Those that spam together, stay together
We’ve all received spam from social network sites–classmates, facebook, myspace, linked-in, gmail invitations, … etc.
The interesting thing about this kind of spam is that it’s really your friends spamming you: they sign up for a site, and the site collects your friend’s addresses and sends them spams so they can sign up and be cool too. It’s a strange system. We all hate spam, but we’ve all spammed each other.
Recently, a friend spammed me about GoodReads. Being a writing/reading/publishing geek, Good Reads looked like my kind of site so I went ahead and signed up. Good Reads also dug through my address book and suggested that a site this cool would be just the thing that all my friends would be interested. I sat there at my keyboard, and thought about it, about the many of my friends who did read and about some of them which read little. Then I realized there was only one responsible thing to do: spam them because if they weren’t reading, then maybe this would little spam would save their intellectual lives.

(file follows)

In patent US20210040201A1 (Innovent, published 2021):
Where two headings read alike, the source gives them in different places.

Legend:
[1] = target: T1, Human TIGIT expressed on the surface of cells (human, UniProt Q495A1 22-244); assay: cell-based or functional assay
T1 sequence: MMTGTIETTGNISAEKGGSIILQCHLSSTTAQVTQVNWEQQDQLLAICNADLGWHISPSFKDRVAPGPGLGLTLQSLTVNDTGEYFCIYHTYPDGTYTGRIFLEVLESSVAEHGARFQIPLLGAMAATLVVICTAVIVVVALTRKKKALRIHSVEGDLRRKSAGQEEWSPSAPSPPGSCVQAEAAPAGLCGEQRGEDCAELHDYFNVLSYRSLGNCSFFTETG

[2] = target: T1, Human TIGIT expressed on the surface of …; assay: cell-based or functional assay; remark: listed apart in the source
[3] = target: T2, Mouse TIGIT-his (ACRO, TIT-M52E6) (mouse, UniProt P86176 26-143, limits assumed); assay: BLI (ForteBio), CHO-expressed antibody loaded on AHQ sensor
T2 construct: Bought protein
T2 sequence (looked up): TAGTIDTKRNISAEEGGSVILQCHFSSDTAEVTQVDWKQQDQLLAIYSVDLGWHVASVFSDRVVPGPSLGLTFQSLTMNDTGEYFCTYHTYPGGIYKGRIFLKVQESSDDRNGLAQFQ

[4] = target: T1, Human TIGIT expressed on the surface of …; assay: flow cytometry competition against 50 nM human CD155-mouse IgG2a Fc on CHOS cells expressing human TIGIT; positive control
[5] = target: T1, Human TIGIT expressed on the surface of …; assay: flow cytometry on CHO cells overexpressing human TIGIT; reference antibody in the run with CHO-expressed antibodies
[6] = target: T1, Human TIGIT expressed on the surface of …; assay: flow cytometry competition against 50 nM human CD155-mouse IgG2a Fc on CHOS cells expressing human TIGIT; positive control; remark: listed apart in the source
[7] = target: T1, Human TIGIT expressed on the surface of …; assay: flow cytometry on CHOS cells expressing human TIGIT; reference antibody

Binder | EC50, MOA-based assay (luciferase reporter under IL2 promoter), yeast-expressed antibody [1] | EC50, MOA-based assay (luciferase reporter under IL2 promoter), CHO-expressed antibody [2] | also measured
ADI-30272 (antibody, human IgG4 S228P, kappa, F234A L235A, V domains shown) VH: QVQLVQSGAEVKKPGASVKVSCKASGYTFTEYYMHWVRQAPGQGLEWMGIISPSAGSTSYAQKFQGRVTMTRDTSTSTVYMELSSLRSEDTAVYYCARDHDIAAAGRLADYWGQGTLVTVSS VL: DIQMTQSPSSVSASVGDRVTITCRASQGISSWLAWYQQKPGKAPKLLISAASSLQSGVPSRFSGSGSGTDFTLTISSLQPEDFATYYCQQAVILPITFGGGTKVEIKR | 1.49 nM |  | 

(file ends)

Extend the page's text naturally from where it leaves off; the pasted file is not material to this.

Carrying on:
Great! So I did it. I mercilessly spammed them all:
Yeah, yeah, it’s another one of those damn social networking invites that you keep getting from your “friends.” Well, maybe you’ll like this one. It’s about reading rather than hitting up each other for dates or jobs. I’m sure you’re already linked into one of those by now.
Here is the boiler plate:
I’d like to connect with you on Goodreads so we can share book recommendations.
After I did that, I was surprised because the system *really* spammed them. I mean it dug so deep into my address book it was contacting people from the relationship equivalent of the Precambrian eon.
Then an interesting thing happened. For the next two weeks I received emails from people who I hadn’t heard from since the said “Precambrian.” It was really cool to to reconnect!
Maybe spam, or at least this “white” spam (as opposed to the black arts or “black” spam) isn’t all that bad.